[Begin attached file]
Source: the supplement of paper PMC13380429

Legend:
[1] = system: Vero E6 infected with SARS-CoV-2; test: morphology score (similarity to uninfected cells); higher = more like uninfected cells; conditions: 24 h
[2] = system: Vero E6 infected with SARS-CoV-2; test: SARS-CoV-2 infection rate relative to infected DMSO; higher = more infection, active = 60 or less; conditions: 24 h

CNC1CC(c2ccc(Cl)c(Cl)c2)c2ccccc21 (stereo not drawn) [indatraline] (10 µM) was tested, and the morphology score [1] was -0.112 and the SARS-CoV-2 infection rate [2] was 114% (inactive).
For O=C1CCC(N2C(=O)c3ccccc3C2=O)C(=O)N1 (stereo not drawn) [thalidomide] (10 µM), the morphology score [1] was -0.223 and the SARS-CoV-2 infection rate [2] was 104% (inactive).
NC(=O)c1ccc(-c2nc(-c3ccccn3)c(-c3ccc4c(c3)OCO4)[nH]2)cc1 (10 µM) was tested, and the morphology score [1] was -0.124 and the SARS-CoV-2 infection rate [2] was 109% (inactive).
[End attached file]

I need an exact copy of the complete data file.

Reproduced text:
Source: the supplement of paper PMC13380429

Legend:
[1] = system: Vero E6 infected with SARS-CoV-2; test: morphology score (similarity to uninfected cells); higher = more like uninfected cells; conditions: 24 h
[2] = system: Vero E6 infected with SARS-CoV-2; test: SARS-CoV-2 infection rate relative to infected DMSO; higher = more infection, active = 60 or less; conditions: 24 h

CNC1CC(c2ccc(Cl)c(Cl)c2)c2ccccc21 (stereo not drawn) [indatraline] (10 µM) was tested, and the morphology score [1] was -0.112 and the SARS-CoV-2 infection rate [2] was 114% (inactive).
For O=C1CCC(N2C(=O)c3ccccc3C2=O)C(=O)N1 (stereo not drawn) [thalidomide] (10 µM), the morphology score [1] was -0.223 and the SARS-CoV-2 infection rate [2] was 104% (inactive).
NC(=O)c1ccc(-c2nc(-c3ccccn3)c(-c3ccc4c(c3)OCO4)[nH]2)cc1 (10 µM) was tested, and the morphology score [1] was -0.124 and the SARS-CoV-2 infection rate [2] was 109% (inactive).